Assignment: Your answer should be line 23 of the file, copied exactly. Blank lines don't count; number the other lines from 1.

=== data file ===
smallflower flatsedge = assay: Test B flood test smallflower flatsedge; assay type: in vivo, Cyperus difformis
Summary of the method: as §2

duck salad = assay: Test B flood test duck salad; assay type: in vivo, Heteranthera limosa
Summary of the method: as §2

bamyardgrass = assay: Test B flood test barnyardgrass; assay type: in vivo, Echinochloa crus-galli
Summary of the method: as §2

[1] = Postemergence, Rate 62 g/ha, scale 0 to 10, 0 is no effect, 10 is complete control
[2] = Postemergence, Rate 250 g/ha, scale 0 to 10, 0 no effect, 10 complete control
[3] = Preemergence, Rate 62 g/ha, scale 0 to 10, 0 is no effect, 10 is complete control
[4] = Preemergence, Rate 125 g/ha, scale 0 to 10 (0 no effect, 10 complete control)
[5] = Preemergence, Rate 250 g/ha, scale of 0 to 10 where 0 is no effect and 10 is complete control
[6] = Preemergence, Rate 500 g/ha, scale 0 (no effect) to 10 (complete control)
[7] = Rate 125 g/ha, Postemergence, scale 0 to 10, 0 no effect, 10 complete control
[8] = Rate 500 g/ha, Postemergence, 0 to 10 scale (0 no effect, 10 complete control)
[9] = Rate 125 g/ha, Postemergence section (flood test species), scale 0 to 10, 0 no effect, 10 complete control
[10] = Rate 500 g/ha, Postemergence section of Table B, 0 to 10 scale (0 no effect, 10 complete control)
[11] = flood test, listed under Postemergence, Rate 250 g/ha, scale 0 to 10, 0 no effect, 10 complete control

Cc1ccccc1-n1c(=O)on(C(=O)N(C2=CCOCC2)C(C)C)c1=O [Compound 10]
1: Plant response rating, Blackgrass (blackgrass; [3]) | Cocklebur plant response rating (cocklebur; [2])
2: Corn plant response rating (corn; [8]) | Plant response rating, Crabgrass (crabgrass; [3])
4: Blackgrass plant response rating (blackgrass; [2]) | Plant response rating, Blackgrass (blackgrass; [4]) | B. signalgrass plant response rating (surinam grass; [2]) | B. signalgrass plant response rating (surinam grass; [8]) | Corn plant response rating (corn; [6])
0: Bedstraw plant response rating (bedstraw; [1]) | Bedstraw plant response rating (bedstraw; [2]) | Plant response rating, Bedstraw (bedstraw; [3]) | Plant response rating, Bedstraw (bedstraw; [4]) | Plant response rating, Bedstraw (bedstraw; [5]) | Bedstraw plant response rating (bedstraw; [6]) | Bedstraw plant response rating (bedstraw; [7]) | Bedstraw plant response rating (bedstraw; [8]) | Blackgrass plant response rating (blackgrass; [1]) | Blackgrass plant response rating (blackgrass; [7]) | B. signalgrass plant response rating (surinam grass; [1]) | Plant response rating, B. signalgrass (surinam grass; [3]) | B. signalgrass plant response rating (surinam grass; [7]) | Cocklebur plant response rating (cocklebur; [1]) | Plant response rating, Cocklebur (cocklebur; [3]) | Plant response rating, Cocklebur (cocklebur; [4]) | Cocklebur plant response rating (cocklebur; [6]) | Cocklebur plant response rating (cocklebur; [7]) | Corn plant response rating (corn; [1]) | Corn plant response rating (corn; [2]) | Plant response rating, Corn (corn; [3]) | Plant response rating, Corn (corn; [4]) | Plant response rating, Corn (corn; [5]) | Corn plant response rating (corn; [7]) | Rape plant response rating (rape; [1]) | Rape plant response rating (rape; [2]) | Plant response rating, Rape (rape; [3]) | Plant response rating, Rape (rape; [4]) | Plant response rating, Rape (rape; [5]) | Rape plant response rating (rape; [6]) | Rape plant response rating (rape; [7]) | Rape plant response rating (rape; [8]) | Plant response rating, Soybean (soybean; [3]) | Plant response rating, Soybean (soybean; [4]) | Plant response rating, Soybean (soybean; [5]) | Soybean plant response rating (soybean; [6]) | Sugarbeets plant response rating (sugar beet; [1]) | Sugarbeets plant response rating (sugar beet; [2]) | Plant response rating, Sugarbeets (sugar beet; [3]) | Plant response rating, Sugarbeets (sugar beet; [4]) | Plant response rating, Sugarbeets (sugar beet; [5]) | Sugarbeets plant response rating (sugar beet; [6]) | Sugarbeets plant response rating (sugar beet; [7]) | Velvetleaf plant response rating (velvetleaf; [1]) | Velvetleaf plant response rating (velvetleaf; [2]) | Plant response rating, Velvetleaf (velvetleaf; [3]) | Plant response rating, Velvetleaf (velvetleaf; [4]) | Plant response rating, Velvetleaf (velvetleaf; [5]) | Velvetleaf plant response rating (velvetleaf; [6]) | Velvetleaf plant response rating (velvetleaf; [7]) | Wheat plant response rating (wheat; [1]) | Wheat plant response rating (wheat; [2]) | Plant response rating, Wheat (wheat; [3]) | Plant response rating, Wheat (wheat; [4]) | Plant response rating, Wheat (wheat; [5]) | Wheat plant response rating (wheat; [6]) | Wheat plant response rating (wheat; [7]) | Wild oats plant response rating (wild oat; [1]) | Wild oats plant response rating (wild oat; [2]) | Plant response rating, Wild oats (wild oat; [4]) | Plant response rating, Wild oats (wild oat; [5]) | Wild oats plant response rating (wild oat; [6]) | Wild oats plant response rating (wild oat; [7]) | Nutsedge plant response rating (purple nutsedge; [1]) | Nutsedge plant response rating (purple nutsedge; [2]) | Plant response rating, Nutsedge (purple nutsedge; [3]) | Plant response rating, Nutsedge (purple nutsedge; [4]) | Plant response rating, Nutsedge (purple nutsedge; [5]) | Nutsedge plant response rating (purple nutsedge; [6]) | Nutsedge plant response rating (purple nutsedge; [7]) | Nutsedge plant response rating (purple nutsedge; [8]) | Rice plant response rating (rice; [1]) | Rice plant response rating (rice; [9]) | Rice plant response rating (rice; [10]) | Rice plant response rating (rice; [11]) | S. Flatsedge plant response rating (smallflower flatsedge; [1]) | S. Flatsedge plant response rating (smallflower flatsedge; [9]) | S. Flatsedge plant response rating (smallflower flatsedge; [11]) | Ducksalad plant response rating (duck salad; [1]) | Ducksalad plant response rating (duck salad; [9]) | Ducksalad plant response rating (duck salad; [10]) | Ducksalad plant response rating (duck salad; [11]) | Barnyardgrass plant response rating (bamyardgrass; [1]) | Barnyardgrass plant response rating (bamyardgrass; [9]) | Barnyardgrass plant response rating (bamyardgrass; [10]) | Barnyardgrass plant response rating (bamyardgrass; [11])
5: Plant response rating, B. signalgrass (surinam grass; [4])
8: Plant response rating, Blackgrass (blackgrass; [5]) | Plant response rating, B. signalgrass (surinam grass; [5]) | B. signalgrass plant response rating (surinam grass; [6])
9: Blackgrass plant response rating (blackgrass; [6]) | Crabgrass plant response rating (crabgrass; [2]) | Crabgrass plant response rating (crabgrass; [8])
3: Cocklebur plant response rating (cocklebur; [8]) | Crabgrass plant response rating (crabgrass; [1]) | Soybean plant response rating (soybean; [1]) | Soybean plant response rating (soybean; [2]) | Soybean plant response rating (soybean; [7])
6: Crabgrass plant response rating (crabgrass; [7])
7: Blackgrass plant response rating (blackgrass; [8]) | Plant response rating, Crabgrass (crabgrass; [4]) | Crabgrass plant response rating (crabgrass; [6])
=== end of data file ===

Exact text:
5: Plant response rating, B. signalgrass (surinam grass; [4])